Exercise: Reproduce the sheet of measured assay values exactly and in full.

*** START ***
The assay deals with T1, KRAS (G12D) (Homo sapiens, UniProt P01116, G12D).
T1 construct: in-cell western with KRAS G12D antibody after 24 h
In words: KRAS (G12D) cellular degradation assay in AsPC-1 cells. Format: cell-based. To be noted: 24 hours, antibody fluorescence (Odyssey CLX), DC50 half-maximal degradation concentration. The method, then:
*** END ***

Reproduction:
The assay deals with T1, KRAS (G12D) (Homo sapiens, UniProt P01116, G12D).
T1 construct: in-cell western with KRAS G12D antibody after 24 h
In words: KRAS (G12D) cellular degradation assay in AsPC-1 cells. Format: cell-based. To be noted: 24 hours, antibody fluorescence (Odyssey CLX), DC50 half-maximal degradation concentration. The method, then: